This is actually an ongoing choice, and I’m glad whenever I’m forced to make it; it’s a choice that changes my life the same wonderful way each time.
It’s the choice to let go of what I think I’m supposed to be, and to just be the best version of what I am.
Maturity means seeing where our perspectives and abilities are limited so we can maximize our natural strengths.
But I’ve instead taken my dangerous mix of optimism and insecurity, and blown it way out of proportion for years, resulting in an unwavering (unconscious) belief that there’s nothing I can’t or shouldn’t aspire to.
Whenever I see anyone with any skill or strength, I imagine myself doing or being whatever it is (only better)—it could be speaking to crowds, encouraging a team, creating content, being assertive, showing kindness, solving problems…
I tend to cycle through sets of (read: “harebrained schemes”) for how to make myself transcend every limit I won’t acknowledge so I can embody all the good I see.
My attempts at forcing identities and capacities get quite desperate as I get older; and it gets harder and harder to ignore the glaring face of passing time and little progress.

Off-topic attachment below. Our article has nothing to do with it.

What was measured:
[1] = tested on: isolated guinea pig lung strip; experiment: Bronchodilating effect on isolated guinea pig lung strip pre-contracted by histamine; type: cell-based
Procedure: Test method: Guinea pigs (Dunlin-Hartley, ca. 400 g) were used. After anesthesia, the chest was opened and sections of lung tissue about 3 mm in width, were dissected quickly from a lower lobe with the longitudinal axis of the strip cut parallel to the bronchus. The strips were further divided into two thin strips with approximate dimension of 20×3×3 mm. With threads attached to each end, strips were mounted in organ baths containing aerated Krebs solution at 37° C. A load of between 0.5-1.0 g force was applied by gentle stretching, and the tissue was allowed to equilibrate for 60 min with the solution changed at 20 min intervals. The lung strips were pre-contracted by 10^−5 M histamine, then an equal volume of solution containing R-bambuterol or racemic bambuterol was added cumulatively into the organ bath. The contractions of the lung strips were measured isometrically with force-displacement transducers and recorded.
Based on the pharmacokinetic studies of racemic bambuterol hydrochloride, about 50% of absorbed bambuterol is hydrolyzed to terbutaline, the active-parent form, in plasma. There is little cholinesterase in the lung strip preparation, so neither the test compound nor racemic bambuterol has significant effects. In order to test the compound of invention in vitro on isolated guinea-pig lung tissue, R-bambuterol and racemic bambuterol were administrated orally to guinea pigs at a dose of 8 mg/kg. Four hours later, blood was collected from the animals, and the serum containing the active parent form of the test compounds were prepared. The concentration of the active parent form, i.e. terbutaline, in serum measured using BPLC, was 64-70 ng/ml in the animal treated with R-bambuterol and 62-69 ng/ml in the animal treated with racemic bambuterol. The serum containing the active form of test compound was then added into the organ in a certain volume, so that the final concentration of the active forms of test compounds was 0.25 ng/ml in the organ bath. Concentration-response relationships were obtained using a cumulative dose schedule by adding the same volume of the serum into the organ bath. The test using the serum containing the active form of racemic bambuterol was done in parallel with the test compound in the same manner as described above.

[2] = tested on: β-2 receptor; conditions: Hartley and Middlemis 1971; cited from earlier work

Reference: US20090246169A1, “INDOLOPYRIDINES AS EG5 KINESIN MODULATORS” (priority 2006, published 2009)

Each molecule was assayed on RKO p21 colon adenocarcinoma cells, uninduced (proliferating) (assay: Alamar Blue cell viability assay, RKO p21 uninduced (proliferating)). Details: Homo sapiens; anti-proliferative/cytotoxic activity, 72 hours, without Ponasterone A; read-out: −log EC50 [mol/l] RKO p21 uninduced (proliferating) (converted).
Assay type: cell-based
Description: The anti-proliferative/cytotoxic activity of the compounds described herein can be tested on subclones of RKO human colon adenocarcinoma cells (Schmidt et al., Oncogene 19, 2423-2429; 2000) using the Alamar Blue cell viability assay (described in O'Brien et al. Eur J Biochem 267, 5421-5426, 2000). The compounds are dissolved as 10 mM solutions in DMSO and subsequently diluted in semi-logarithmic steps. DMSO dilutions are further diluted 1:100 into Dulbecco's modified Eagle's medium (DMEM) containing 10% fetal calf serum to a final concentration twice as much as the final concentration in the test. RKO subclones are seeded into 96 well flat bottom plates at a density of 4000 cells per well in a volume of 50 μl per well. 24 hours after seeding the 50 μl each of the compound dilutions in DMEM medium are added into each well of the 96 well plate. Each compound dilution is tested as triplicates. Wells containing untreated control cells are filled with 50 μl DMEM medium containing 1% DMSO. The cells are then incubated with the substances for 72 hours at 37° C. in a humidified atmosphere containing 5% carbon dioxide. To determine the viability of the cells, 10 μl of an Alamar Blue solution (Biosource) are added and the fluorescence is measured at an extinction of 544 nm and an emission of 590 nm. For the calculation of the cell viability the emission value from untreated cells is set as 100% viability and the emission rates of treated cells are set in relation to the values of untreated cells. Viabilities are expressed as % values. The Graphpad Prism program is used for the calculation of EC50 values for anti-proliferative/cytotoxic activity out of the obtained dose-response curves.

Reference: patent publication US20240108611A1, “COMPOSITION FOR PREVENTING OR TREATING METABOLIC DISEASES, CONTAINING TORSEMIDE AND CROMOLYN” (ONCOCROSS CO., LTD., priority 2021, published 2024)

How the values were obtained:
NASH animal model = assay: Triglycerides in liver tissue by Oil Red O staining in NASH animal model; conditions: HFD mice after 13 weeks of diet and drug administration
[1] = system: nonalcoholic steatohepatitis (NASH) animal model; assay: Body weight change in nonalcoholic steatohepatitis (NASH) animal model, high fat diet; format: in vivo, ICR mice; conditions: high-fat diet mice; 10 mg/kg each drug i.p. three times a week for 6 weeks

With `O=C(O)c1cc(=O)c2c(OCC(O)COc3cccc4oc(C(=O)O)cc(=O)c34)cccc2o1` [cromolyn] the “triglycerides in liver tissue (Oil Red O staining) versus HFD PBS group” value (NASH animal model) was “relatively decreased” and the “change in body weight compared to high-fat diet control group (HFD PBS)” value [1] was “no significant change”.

Inevitably, I get so overwhelmed by my self-imposed pressure to go in unnatural directions that I’m forced to take steps back and see (again) what’s really been there all along quietly working itself to life beneath the surface.
There’s such a peace in letting go and just being what I am.
But the tough thing about real abilities and non-contrived perspectives is they’re easy to ignore.
You take for granted what you can do without having to try, since it really amounts to nothing more than simply being yourself.
Yes, I’ll probably make this same mistake again (even despite having written this).
But I’m looking forward to the freedom, release, and unprecedented progress that come with each new degree of self-acceptance.